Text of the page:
Let’s build the earthen dam at Ragged Mountain
by Vic Peña
Over the past few weeks, in conversations with my friends and neighbors in the County the subject of water availability and costs will eventually come up. This was especially true while many of us were in the process of the fall ritual of preparing our lawns, gardens and landscapes for the winter months, and for a resurgent Spring of flourishing flora. After the summer of 2010, its drought and threat of water rationing, many of us are justifiably concerned for our water availability in 2011. Will we have enough, and what will be the cost?
Invariably, our conversations about water focus on what the City of Charlottesville plans to do to solve the pressing problem of the Ragged Mountain Dam falling on disrepair and unable to meet current and projected demand.
Having suffered through yet another rather scary summer regarding our water supply, the issue of building an affordable, beneficial, and capable dam of supporting our County’s present and future growth continues to drag on. In my opinion, and supported by my own reading of the issue and research of it, an earthen dam is the most cost efficient and beneficial way to go. An earthen dam is also a quick start “shovel ready project.” It’s time to quit holding us, both the citizens of the City and County, hostage to a future of water availability uncertainty. Perhaps thoughts on this subject will help the City officials to “get off the dime.”
The term “being held hostage” has gained popularity of late. But, yes, it is a fitting description to what residents of Albemarle County, Charlottesville, and now UVa, are experiencing because of Mayor Dave Norris and the Charlottesville City Council’s indecision to building a whole new earthen dam downstream of the Lower Ragged Mountain Dam. Frustrated, with the outlook of another bleak waterless summer, is another way of describing our situation.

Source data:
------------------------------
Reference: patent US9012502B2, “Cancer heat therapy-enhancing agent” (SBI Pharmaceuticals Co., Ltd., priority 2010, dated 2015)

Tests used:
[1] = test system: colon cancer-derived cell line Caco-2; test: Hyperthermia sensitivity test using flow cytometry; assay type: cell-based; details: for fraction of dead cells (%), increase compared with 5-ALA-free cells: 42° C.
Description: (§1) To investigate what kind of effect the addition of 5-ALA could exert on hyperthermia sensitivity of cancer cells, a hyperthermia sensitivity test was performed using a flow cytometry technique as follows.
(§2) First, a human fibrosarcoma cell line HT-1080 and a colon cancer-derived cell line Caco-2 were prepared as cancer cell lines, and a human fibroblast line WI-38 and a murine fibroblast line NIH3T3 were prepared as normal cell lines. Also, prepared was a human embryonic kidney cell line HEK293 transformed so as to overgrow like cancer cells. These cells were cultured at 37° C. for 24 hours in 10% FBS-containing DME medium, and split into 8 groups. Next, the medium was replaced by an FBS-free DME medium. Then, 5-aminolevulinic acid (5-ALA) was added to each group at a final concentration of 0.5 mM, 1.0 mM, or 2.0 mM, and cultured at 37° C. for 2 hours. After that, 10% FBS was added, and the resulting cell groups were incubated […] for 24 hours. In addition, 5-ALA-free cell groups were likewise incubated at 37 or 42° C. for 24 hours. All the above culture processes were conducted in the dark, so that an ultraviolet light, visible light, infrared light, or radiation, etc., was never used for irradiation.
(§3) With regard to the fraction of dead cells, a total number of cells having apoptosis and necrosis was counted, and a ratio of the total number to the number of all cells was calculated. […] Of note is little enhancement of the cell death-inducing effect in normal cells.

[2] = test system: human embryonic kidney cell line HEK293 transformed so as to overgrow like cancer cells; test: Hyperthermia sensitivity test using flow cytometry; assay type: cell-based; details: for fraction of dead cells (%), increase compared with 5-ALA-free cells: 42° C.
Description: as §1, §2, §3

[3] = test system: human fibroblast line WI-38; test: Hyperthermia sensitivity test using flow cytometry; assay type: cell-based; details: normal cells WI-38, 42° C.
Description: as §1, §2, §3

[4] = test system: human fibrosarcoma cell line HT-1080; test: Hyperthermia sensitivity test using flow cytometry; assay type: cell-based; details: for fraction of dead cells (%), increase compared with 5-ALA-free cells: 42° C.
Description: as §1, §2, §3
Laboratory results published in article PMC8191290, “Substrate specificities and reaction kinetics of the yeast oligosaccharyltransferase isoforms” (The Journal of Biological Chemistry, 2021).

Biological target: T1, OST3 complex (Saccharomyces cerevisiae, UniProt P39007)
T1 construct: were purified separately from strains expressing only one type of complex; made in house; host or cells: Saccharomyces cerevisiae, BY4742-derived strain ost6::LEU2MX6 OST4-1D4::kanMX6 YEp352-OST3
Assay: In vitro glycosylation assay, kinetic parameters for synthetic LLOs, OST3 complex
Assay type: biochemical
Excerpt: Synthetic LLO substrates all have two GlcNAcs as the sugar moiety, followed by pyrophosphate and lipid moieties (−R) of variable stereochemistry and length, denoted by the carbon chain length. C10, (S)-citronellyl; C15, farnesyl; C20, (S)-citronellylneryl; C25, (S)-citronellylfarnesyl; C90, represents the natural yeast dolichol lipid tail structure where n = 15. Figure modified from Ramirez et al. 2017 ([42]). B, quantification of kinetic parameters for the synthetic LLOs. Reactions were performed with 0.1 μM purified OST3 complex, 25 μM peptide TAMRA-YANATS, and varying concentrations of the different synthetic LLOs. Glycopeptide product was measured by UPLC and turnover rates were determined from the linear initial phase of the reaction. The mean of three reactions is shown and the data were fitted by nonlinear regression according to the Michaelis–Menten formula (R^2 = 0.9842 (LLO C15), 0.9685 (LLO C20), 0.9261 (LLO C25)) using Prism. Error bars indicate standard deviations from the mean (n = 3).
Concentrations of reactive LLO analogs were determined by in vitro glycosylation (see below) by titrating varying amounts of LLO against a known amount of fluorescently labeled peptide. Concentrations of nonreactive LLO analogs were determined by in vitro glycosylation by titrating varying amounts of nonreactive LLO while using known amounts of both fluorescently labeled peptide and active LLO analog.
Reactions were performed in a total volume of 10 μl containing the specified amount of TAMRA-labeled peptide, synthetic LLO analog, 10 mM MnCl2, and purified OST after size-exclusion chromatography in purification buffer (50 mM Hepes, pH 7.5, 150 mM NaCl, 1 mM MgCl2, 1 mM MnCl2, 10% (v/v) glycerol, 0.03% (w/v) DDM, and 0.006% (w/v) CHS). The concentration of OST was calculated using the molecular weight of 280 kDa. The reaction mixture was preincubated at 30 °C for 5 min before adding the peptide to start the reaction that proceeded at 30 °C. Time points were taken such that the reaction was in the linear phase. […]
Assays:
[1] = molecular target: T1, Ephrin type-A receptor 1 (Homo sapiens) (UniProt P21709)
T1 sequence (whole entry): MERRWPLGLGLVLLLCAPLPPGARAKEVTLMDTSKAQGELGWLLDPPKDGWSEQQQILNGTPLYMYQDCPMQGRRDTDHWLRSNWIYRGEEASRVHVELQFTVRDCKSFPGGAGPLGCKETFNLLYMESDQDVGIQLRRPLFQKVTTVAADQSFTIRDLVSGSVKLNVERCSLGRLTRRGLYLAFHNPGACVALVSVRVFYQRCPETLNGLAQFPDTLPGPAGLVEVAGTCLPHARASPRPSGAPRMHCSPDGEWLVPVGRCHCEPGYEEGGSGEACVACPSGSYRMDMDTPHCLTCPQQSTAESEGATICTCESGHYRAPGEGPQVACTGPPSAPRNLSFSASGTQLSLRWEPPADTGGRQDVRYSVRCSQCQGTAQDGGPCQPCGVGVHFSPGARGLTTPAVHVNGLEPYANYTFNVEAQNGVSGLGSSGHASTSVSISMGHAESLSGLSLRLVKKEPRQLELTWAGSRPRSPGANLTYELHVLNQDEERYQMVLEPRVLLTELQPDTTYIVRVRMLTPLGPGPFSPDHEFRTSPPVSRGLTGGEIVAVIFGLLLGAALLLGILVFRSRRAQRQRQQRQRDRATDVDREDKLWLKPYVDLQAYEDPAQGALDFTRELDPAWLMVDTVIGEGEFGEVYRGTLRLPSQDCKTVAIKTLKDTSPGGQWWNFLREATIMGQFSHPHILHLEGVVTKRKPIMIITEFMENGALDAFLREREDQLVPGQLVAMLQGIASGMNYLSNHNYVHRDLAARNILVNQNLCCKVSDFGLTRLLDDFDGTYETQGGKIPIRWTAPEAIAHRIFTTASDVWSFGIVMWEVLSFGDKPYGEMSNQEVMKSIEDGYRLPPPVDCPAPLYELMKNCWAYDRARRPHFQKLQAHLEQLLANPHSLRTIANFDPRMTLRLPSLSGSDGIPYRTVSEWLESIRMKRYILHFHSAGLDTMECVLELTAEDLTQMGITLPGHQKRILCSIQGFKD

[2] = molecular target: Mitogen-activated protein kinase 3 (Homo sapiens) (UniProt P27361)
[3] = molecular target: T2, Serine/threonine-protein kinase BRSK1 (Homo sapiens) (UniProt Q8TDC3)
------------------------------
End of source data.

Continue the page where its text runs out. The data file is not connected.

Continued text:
It’s time for a decision. The decision should be in favor of an earthen dam, and a by gosh big one. There are a number of reasons for an earthen dam. The most salient being that it can be started now. Albemarle County and the City of Charlottesville have the resources and wherewithal to break ground immediately, these being engineering talent, raw materials, and heavy construction corporations more than anxious and willing to bid on the contracts to bring this dam to fruition. Another popular term comes to mind: “Shovel Ready Jobs”. We can put people to work on this right now. Additionally, the economic climate has never been more favorable to proceed with cost efficient contracts.
We do not need to wait for another study as Mayor Dave Norris proposes. We have credible data on hand from the Independent Technical Review Team (ITRT) dated November 23, 2010 and the support of one of the most prestigious universities in the United States, our own, UVa, to proceed forthwith to build the earthen dam.
Mayor Dave Norris asserts the prestige of the firm of Black and Veatch, upon which to base a decision. But the fact is that the ITRT dismissed many of the construction and engineering components in Black and Veatch’s design concept. The most damning is the collective issue of safety. The ITRT asserts with reasoned engineering conclusion, that building a “roller compacted concrete, RCC, dam” on the existing Ragged Mountain Dam, would require extensive remediation of that structure, without adding capacity to water retention, or assurance of safety.
The history of foot dragging to building a new dam has been going on since the political leadership of Albemarle County and Charlottesville adopted the Community Water Supply Plan in 2006. That plan was agreed upon as being the most cost-effective to meet our Community’s long term water needs, i.e., it provides for the most environmentally friendly approach to construction, and it is supported by virtually all environmental and commercial organizations of the area, from the Piedmont Environmental Council, the Nature Conservancy and the Chamber of Commerce, just to name a few.
While it would be easy to get “wonky” in writing thoughts such as these, I have tried to draw attention to the frustration that citizens (taxpayers and water bill payers), like me have with the indecision on the part of the Mayor and his Council to right now make a decision to go with an earthen dam.